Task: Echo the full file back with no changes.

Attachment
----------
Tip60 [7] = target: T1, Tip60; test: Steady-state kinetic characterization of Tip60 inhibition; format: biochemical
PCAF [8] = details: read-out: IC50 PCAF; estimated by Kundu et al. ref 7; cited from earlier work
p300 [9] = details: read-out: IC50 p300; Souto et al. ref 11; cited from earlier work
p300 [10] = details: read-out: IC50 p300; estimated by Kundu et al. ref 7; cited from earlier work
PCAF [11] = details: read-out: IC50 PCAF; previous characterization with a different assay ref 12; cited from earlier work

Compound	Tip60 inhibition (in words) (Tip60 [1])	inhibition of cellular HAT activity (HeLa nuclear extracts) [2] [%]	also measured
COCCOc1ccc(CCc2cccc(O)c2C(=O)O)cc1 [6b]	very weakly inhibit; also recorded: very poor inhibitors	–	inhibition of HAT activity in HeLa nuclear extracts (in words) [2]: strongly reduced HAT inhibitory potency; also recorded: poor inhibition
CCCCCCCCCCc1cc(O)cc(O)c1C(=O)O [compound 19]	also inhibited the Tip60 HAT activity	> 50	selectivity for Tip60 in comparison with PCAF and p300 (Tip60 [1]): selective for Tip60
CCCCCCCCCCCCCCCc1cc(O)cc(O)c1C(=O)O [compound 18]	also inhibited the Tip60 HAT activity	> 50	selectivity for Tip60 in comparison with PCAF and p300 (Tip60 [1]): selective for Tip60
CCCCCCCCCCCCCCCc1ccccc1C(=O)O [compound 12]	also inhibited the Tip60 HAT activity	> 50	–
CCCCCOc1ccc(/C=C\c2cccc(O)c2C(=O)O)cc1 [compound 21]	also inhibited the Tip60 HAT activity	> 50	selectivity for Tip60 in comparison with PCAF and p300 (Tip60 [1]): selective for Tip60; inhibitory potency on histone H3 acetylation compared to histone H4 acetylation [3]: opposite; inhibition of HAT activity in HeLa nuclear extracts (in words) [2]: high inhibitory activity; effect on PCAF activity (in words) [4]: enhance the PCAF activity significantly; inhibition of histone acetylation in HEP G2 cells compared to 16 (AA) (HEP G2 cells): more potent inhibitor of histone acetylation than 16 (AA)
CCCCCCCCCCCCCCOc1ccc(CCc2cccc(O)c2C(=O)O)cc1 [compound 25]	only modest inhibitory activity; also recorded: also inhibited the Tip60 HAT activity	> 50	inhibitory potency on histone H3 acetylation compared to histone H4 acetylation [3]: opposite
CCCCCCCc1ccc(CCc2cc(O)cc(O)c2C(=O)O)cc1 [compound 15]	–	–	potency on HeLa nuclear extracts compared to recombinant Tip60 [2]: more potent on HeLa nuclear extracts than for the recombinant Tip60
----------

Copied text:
Tip60 [7] = target: T1, Tip60; test: Steady-state kinetic characterization of Tip60 inhibition; format: biochemical
PCAF [8] = details: read-out: IC50 PCAF; estimated by Kundu et al. ref 7; cited from earlier work
p300 [9] = details: read-out: IC50 p300; Souto et al. ref 11; cited from earlier work
p300 [10] = details: read-out: IC50 p300; estimated by Kundu et al. ref 7; cited from earlier work
PCAF [11] = details: read-out: IC50 PCAF; previous characterization with a different assay ref 12; cited from earlier work

Compound	Tip60 inhibition (in words) (Tip60 [1])	inhibition of cellular HAT activity (HeLa nuclear extracts) [2] [%]	also measured
COCCOc1ccc(CCc2cccc(O)c2C(=O)O)cc1 [6b]	very weakly inhibit; also recorded: very poor inhibitors	–	inhibition of HAT activity in HeLa nuclear extracts (in words) [2]: strongly reduced HAT inhibitory potency; also recorded: poor inhibition
CCCCCCCCCCc1cc(O)cc(O)c1C(=O)O [compound 19]	also inhibited the Tip60 HAT activity	> 50	selectivity for Tip60 in comparison with PCAF and p300 (Tip60 [1]): selective for Tip60
CCCCCCCCCCCCCCCc1cc(O)cc(O)c1C(=O)O [compound 18]	also inhibited the Tip60 HAT activity	> 50	selectivity for Tip60 in comparison with PCAF and p300 (Tip60 [1]): selective for Tip60
CCCCCCCCCCCCCCCc1ccccc1C(=O)O [compound 12]	also inhibited the Tip60 HAT activity	> 50	–
CCCCCOc1ccc(/C=C\c2cccc(O)c2C(=O)O)cc1 [compound 21]	also inhibited the Tip60 HAT activity	> 50	selectivity for Tip60 in comparison with PCAF and p300 (Tip60 [1]): selective for Tip60; inhibitory potency on histone H3 acetylation compared to histone H4 acetylation [3]: opposite; inhibition of HAT activity in HeLa nuclear extracts (in words) [2]: high inhibitory activity; effect on PCAF activity (in words) [4]: enhance the PCAF activity significantly; inhibition of histone acetylation in HEP G2 cells compared to 16 (AA) (HEP G2 cells): more potent inhibitor of histone acetylation than 16 (AA)
CCCCCCCCCCCCCCOc1ccc(CCc2cccc(O)c2C(=O)O)cc1 [compound 25]	only modest inhibitory activity; also recorded: also inhibited the Tip60 HAT activity	> 50	inhibitory potency on histone H3 acetylation compared to histone H4 acetylation [3]: opposite
CCCCCCCc1ccc(CCc2cc(O)cc(O)c2C(=O)O)cc1 [compound 15]	–	–	potency on HeLa nuclear extracts compared to recombinant Tip60 [2]: more potent on HeLa nuclear extracts than for the recombinant Tip60